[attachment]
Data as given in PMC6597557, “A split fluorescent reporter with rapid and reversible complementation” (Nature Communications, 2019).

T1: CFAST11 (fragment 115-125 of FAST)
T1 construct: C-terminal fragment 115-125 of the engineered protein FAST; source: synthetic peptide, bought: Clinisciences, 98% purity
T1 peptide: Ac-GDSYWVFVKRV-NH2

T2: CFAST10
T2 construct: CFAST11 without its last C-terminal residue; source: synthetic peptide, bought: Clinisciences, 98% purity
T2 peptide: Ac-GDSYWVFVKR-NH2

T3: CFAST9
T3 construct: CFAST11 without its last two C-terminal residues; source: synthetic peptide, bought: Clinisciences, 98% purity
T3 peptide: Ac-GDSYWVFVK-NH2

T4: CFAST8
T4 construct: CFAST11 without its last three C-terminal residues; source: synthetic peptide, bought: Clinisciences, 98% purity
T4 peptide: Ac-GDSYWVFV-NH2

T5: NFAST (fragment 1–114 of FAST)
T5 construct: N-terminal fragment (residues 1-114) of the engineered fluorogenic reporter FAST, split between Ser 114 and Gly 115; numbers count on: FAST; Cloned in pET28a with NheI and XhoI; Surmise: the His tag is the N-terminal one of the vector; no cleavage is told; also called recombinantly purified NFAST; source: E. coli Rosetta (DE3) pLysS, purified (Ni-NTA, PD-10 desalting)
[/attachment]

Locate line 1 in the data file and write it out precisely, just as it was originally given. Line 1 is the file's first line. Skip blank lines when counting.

Data as given in PMC6597557, “A split fluorescent reporter with rapid and reversible complementation” (Nature Communications, 2019).